Silent Sunday – Hosta

About Eliza Waters

Gardener, writer, photographer, naturalist
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69 Responses to Silent Sunday – Hosta

  1. Dee Min says:

    She’s drained in glamour

  2. Dee Min says:

    That should be “draped”

  3. Anne says:

    Having become familiar with the hosta leaves in various blogs, I am delighted to see a flower – a pretty one at that.

    • Eliza Waters says:

      Thank you, Anne. There is great variety in hosta leaves and flowers, the larger-leaved ones are particularly handsome. Glad you liked this one.

  4. Very pretty, Eliza! This is a flower I know, yay! 🙂

  5. Dale says:

    So pretty in white!

  6. swesely says:


  7. I don’t think I have ever seen a hosta flower!

  8. Hostas are underappreciated. Similar to peonies, after the flowers pass the leaves keep putting on a show.

    • Eliza Waters says:

      Yes, sadly so. I have one that is huge with deep green leaves and dark royal purple flowers and they are magnificent right now. Can you believe some gardeners cut them off and miss all that beauty? Some of the bigger-leaved cultivars have wonderful seed heads that look like pagodas. Well worth keeping for winter interest, IMO.

  9. So lovely in their own quiet way.

  10. Pingback: Silent Sunday – Hosta | Purplerays

  11. The bees will be happy, happy. I had to cut some of mine off yesterday because they had turned black and moldy. This excessive rain has created lots of challenges. For me, this year may be the $65 tomato. 🙂

    • Eliza Waters says:

      Yes, the bumbles particularly love them. This year it has been a bit challenging with all the rain. I’ve had to cut a fair amount of moldy foliage/stems back myself. It seems the weather these days is a case of feast or famine. Great year for fungi though!

  12. shoreacres says:

    Until the past year or so, I had no idea that hostas produced flowers. This one’s glorious.

    • Eliza Waters says:

      Thank you, Linda. There are gardeners who cut the flowers stems off (same with Lamb’s Ears), because they like a ‘tidy’ look, but I think that is a travesty. The blooms are varied from white to deep purple and are beloved by bees. I think they are lovely!

  13. Alice says:

    I was looking for Bumble bums in those gorgeous flowers. They’ll be there soon enough.

  14. Beautiful Image Eliza! Enjoyed seeing it!

  15. Jewels says:

    Pretty! Wishing you a wonderful Sunday, Eliza! 💕

  16. Debbie says:

    The ones in my neighbor’s yard are a lovely shade of lilac. The white is pretty, too. I didn’t realize there are so many color variations with hostas.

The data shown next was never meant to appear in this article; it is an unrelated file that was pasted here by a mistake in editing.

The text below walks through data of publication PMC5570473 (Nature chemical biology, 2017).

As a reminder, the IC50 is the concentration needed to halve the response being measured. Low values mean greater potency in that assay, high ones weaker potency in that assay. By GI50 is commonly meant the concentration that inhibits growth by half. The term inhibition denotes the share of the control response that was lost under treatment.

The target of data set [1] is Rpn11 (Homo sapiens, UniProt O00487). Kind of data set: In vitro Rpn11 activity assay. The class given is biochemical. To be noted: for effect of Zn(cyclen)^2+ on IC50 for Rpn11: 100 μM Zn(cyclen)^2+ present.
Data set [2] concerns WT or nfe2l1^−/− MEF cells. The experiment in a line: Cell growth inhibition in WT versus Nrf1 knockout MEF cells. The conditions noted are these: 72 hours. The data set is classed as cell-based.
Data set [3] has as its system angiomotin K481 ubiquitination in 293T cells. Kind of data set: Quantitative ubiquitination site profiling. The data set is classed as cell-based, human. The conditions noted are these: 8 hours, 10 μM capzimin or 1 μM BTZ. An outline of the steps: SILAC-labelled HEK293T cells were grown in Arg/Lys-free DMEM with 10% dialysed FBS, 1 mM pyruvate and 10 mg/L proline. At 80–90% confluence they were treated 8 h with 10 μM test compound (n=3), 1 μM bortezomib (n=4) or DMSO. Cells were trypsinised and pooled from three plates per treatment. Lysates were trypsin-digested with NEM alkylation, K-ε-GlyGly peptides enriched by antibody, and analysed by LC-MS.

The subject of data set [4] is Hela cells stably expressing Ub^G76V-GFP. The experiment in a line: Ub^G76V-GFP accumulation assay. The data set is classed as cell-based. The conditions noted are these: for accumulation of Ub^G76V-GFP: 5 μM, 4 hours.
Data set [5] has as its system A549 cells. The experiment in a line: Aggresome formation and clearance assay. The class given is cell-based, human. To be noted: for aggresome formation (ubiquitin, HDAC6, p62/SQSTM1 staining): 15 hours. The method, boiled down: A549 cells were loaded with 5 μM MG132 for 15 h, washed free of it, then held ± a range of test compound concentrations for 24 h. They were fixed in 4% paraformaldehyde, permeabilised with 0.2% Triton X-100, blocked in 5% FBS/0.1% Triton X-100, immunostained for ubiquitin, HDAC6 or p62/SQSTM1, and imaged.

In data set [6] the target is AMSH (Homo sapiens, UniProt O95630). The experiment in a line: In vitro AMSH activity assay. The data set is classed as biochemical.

17. Tranature - quiet moments in nature says:

    Such lovely flowers Eliza 💛

  18. Murtagh's Meadow says:

    Isn’t it such a pretty flower

  19. I see that hostas were once classified in the lily family but have been moved to the newly broadened asparagus family.

  20. Irene says:

    Elegance in the garden. Very pretty, Eliza.

  21. This is new to me. Really cool flower! Great photo too.

  22. Kris P says:

    Beautiful! I’d have thought hostas melted away during summer. Of course, what do I know given that they can’t survive here in any season.

    • Eliza Waters says:

      Thanks, Kris. Hostas are a varied bunch. The smaller, thin-leaved ones’ flowers rarely set seed, but the big-leaved giants nearly always seed up. They split open when ripe and look like pagodas. I often leave them for winter interest, but then of course, I have to deal with the seedlings. Some crosses are worth keeping, so I don’t mind.

  23. Very pretty, Eliza ~ they make me think of a column of snowdrops! 🙂

  24. nshami14 says:

    Great shot, Eliza! Never seen a hosta like this! I’ve learned so much about plants from you! Your photos are like nature baths – so comforting, inspiring and healing.

  25. Pingback: Silent Sunday – Hosta – Stacy's Essential Oils & More

  26. naturebackin says:

    How lovely – it has an artistically stylized look about it.

  27. I love the cycles of life all in one image. This gives me much to think about. Beautiful, as always ❤

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